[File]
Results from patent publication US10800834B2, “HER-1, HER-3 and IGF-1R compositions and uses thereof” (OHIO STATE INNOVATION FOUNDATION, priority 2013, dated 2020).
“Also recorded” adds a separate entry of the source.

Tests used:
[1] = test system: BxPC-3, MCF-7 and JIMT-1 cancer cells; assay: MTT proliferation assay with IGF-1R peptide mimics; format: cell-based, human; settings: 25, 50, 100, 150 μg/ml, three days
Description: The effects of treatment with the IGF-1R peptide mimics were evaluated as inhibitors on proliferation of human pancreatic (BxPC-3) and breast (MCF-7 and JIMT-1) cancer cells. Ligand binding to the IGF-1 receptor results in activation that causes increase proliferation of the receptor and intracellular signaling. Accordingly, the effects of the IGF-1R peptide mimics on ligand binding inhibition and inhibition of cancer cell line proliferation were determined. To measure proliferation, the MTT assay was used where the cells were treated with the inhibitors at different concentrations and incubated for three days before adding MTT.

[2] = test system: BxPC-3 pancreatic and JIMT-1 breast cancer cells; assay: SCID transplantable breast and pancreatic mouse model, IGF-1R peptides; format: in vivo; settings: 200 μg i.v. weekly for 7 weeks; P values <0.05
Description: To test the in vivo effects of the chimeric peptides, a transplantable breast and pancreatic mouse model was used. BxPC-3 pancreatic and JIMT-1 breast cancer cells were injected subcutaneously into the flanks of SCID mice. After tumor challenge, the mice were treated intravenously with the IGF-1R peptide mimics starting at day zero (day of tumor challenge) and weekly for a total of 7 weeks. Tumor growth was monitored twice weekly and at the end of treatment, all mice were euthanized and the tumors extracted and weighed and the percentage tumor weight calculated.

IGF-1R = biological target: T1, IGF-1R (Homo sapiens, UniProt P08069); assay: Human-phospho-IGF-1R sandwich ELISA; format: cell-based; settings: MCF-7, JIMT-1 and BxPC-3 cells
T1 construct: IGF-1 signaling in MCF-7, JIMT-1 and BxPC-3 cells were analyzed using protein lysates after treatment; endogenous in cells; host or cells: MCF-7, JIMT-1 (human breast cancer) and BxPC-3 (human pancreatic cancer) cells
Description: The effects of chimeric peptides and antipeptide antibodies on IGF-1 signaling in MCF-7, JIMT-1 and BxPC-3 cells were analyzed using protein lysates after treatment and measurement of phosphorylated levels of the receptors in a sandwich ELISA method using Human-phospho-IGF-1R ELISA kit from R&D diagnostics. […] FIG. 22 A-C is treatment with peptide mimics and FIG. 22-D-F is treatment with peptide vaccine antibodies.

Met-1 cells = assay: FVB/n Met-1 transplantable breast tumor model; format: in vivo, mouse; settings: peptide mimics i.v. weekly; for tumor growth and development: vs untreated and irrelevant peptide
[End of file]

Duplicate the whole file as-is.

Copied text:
Results from patent publication US10800834B2, “HER-1, HER-3 and IGF-1R compositions and uses thereof” (OHIO STATE INNOVATION FOUNDATION, priority 2013, dated 2020).
“Also recorded” adds a separate entry of the source.

Tests used:
[1] = test system: BxPC-3, MCF-7 and JIMT-1 cancer cells; assay: MTT proliferation assay with IGF-1R peptide mimics; format: cell-based, human; settings: 25, 50, 100, 150 μg/ml, three days
Description: The effects of treatment with the IGF-1R peptide mimics were evaluated as inhibitors on proliferation of human pancreatic (BxPC-3) and breast (MCF-7 and JIMT-1) cancer cells. Ligand binding to the IGF-1 receptor results in activation that causes increase proliferation of the receptor and intracellular signaling. Accordingly, the effects of the IGF-1R peptide mimics on ligand binding inhibition and inhibition of cancer cell line proliferation were determined. To measure proliferation, the MTT assay was used where the cells were treated with the inhibitors at different concentrations and incubated for three days before adding MTT.

[2] = test system: BxPC-3 pancreatic and JIMT-1 breast cancer cells; assay: SCID transplantable breast and pancreatic mouse model, IGF-1R peptides; format: in vivo; settings: 200 μg i.v. weekly for 7 weeks; P values <0.05
Description: To test the in vivo effects of the chimeric peptides, a transplantable breast and pancreatic mouse model was used. BxPC-3 pancreatic and JIMT-1 breast cancer cells were injected subcutaneously into the flanks of SCID mice. After tumor challenge, the mice were treated intravenously with the IGF-1R peptide mimics starting at day zero (day of tumor challenge) and weekly for a total of 7 weeks. Tumor growth was monitored twice weekly and at the end of treatment, all mice were euthanized and the tumors extracted and weighed and the percentage tumor weight calculated.

IGF-1R = biological target: T1, IGF-1R (Homo sapiens, UniProt P08069); assay: Human-phospho-IGF-1R sandwich ELISA; format: cell-based; settings: MCF-7, JIMT-1 and BxPC-3 cells
T1 construct: IGF-1 signaling in MCF-7, JIMT-1 and BxPC-3 cells were analyzed using protein lysates after treatment; endogenous in cells; host or cells: MCF-7, JIMT-1 (human breast cancer) and BxPC-3 (human pancreatic cancer) cells
Description: The effects of chimeric peptides and antipeptide antibodies on IGF-1 signaling in MCF-7, JIMT-1 and BxPC-3 cells were analyzed using protein lysates after treatment and measurement of phosphorylated levels of the receptors in a sandwich ELISA method using Human-phospho-IGF-1R ELISA kit from R&D diagnostics. […] FIG. 22 A-C is treatment with peptide mimics and FIG. 22-D-F is treatment with peptide vaccine antibodies.

Met-1 cells = assay: FVB/n Met-1 transplantable breast tumor model; format: in vivo, mouse; settings: peptide mimics i.v. weekly; for tumor growth and development: vs untreated and irrelevant peptide